Indeed, the continuation of the conflict serves most major Spanish political parties well. Not least now, with elections coming up on November 10. The right-wing parties, Partido Popular and Ciudadanos, have long competed to see which could be the most centralist and patriotic party. Needless to say, the rapid and rabid rise of the Franco-nostalgic party Vox has not eased their nationalist twitches.

The governing social democrats of PSOE, whose unwillingness to enter into government with left-wing Unidas Podemos has triggered the third general election in less than a year, are no less willing to negotiate. They also have more votes to lose than to gain by compromising, and unlike their unwillingness to accept some of Unidas Podemos’ social agenda, disagreement with UP’s federalist accommodation of Catalonia is a great excuse to avoid any coalition to their left.

Overall, there is little flexibility, little scope for compromise, and so no capacity to learn from Machiavelli’s old insight, recovered by Amador Savater this week, that the best laws in the Roman Republic came out of disturbances. If disturbances cannot be a source of institutional change, Machiavelli warned, they become the source of anarchy.

Blockading highways is nothing new to the Catalan movement, nor is the call for a general strike. But the rioting and generalized use of coordinated tactics without the ultimate control of the leadership in political parties and civil society organizations marks a new phase.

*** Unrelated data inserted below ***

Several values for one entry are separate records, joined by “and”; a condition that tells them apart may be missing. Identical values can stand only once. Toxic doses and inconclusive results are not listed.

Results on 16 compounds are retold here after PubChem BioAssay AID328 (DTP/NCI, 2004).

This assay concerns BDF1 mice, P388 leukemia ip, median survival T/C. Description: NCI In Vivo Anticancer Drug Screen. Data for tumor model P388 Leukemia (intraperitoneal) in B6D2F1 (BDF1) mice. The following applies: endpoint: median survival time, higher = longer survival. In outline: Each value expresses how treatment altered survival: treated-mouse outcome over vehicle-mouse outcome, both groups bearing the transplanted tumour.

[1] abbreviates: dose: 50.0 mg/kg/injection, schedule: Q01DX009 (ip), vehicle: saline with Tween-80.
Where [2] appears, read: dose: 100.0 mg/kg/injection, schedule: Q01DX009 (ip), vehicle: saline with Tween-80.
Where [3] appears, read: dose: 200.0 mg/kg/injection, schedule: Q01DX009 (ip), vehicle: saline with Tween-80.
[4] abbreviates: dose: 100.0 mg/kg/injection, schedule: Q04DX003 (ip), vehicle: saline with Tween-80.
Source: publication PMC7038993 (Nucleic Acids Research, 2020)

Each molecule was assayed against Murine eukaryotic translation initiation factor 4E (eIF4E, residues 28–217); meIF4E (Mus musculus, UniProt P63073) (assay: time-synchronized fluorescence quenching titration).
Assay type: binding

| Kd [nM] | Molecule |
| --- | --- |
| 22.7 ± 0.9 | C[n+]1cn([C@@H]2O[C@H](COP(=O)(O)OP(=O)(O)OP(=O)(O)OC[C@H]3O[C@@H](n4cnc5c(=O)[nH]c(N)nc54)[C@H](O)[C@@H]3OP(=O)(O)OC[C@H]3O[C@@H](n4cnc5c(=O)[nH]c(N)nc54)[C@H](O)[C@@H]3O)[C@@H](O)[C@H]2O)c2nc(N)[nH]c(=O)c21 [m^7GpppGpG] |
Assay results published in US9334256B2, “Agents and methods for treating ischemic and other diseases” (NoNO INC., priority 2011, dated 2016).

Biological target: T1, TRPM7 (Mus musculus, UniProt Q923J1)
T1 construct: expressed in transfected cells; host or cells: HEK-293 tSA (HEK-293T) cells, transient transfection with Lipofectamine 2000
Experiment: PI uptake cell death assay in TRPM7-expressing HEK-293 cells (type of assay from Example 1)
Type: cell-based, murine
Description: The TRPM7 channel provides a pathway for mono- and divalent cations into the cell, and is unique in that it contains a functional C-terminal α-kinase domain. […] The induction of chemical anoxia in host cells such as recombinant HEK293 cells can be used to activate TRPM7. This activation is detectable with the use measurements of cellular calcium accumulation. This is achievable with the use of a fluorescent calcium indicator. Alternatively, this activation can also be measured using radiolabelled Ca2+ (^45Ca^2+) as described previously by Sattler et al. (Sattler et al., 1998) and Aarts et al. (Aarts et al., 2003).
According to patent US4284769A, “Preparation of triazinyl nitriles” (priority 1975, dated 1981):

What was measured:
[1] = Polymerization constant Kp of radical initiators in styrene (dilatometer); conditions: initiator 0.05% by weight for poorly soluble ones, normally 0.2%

Much of this is inspired by Hong Kong, as detailed in Quartz, and by a recognition of the limitations of the relatively orderly approach of 2017. Instead of being coordinated by the large civil society organizations Assemblea Nacional Catalana (ANC) and Òmnium Cultural, whose leaders have been jailed for calling protest actions, the movement has adopted a more distributed and anonymous approach facilitated by the Tsunami Democràtic app.

Back then I wrote that “any re-opening of the path towards independence would require a movement willing to use its capacity to render Catalonia ungovernable — a move unthinkable under bourgeois leadership, and minoritarian without it.” The current movements have accepted the need for mass disobedience, but by leaving its leadership and its more moderate elements behind, the possibility of building a social majority can easily slip away.

This week, we have seen Catalan politicians order violent police actions to stop protests, while encouraging civil disobedience. The imprisoned politicians have denounced the use of ”violence” by a small fringe, even if most of the violence reported by the media is more adequately described as property damage and self-defense against baton charges.

Thousands have been violently evicted after peacefully blocking the airport, many shot with foam bullets, and yesterday at least two protesters were run down by police vans. There are calls for the independentist leader of the Catalan government, Quim Torra, to step down.

The movement increasingly has the streets, but it no longer has government, nor a united social base. The constitutional deadlock is the same as ever, but the means to fight it are not. Perhaps many independentists will be anarchists by the end of this week, as Carlos Delclós has quipped. Certainly many will have to find their feet anew.

Bue Rübner Hansen

Bue Rübner Hansen has a PhD from Queen Mary University, London. He is an editor of Viewpoint Magazine, and has been an activist researcher in student, municipalist and migrant solidarity movements. His current research focuses on social reproduction, ecology and interest formation.